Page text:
Equus Advertising's Mumbai office has won the creative part of the advertising business of Japanese audio major JVC, following a three-agency 'credentials pitch' held late last year. Advertising Avenues previously handled the Rs 3-crore account. Incidentally, the pitch for the media part of the business happened simultaneously, involving Carat and MaximizeÖ with the latter coming up trumps.
Confirming the move, Anu Raj, account director, Equus Advertising, told agencyfaqs!, "We will be handling JVC's entire audio range, and the accent will be on the car stereo market." She adds that Equus is likely to have won the account owing to its experience in the audio and automotive categories. "Our previous understanding of the audio business through Aiwa, and our historical association with auto brands - be it cars (Daewoo), tyres (Apollo) or batteries (Standard Furukawa) - got us this business. And car audios will be a distinct part of the portfolio." For the record, Equus has resigned the Aiwa account, which it won from Vyas Giannetti Creative and RK Swamy/BBDO in January 2001.
Launched in this country sometime in mid-2001, JVC is a recent entrant in the Rs 1,000-crore Indian audio industry. And it is up against some of the biggest names in the business, from Aiwa to Sony to Philips. Other significant players include BPL, National Panasonic, Videocon, Kenwood, Sansui, Onkyo, LG, Samsung and Nakamichi, apart from 'specialist' brands such as Bose (in the ultra-premium end), and Blaupunkt and Alpine (in the car stereo segment).
The new incumbent admits that it has a challenge on its hands, but doesn't think the odds are stacked heavily against JVC, despite the late entry. "We have fine distribution," says Raj. "The task will be to steer clear of the 'price game', and build a brand on the back of 'music as an experience'. The category has seen price bloodletting for far too long."
This is not to suggest that the JVC brand will never play the value-for-money card. "To say that the brand will not have promotions to push secondary sales is Utopian," Raj points out. "But I think we can build a brand and also have tactical promotions." And even if a brand were to be tagged as a 'discount brand', in the final tally, it's no skin off the nose, really. For all that it was ridiculed for playing on price, Aiwa today lords over the audio market with a 32-per cent market share. "The category, across the board, has been forced to discount," says Raj. "No brand in this space has been Brahmanical, so to speak."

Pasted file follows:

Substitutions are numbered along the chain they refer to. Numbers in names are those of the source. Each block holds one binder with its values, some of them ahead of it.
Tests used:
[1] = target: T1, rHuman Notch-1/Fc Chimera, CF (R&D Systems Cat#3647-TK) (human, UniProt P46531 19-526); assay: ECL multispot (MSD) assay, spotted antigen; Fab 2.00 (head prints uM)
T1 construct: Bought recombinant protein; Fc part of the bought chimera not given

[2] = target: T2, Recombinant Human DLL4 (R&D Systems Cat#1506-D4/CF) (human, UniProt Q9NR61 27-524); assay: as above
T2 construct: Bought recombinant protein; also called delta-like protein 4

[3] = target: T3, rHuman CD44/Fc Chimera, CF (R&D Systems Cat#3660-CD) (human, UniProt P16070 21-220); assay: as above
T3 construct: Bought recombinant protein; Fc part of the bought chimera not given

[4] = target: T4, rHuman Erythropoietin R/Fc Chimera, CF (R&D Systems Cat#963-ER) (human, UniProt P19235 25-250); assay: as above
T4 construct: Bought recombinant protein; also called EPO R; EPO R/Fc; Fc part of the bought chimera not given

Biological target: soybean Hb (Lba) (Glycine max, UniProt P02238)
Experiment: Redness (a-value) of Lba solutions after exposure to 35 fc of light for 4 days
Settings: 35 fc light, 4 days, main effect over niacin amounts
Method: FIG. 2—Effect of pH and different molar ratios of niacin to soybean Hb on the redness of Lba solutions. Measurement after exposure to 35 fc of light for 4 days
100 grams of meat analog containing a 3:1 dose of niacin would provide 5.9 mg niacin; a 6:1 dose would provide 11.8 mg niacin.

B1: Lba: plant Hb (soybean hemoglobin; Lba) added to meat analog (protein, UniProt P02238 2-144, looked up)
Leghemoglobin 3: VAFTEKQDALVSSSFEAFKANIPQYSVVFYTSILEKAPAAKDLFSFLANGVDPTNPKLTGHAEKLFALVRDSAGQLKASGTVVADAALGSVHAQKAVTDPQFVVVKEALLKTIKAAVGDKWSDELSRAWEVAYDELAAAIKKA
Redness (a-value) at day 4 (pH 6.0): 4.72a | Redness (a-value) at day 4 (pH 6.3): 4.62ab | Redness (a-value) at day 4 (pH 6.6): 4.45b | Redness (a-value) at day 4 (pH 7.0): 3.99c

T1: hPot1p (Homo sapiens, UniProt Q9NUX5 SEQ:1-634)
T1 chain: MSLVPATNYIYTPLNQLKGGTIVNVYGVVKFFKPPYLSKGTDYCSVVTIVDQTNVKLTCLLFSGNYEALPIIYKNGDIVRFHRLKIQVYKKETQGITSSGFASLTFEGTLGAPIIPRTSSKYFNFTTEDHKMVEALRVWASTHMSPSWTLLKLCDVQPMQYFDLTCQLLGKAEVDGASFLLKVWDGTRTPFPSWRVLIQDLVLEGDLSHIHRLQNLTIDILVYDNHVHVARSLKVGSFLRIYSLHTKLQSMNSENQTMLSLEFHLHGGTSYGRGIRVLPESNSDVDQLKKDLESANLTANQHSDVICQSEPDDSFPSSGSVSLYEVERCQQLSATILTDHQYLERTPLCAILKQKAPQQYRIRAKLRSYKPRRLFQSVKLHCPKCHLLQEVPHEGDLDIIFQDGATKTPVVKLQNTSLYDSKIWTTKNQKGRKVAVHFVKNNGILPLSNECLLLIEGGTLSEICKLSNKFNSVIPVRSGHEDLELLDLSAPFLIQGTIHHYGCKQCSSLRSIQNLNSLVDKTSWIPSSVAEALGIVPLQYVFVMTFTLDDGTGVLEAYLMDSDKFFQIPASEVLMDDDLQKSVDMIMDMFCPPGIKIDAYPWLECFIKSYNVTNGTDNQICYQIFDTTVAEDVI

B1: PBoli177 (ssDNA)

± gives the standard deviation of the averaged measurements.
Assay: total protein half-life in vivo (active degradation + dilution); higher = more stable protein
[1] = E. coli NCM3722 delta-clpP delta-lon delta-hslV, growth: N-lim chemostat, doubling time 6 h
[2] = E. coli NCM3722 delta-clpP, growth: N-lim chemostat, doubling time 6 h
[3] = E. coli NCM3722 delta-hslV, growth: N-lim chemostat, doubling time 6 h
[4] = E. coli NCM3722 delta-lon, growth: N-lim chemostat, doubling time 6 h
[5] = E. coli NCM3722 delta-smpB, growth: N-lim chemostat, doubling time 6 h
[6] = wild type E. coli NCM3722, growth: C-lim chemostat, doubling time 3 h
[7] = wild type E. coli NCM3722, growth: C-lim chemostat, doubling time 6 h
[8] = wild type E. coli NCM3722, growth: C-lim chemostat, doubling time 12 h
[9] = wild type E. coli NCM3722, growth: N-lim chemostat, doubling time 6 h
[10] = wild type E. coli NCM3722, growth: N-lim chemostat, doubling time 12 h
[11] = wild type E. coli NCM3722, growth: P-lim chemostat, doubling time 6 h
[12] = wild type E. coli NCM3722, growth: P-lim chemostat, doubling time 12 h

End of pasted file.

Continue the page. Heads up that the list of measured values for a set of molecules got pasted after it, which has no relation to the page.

One thing going for JVC is its focus on the car stereo segment. "The brand's output ratio on car stereo-is-to-regular audio system will be some 3:7," says Swapan Seth, deputy chief executive officer, Equus Advertising. Owing to the entry of more and more car brands, the car stereo market in India has been growing at a robust 50 per cent (in volume terms) for the last couple of years. And with even more new car brands - and models - slated for launch over the next few years, the segment is slated for high growth. The car stereo segment is currently pegged at around 20 lakh-units, of which the unorganized market - or 'Delhi market', as it is called - accounts for roughly half. The organized players include Blaupunkt, Kenwood, Alpine and Pioneer.
Seth, for one, feels that JVC stands a good chance in the car segment. "The trend in car stereos is such that, owing to greater 'individualized accessorization' by consumers, car manufacturers are putting fewer OEM stereos in cars, leaving consumers the choice of selecting their preferred car stereo brands. And this suits us just fine, as we shall be building a very strong brand out of JVC," he avers. ¬© 2002 agencyfaqs!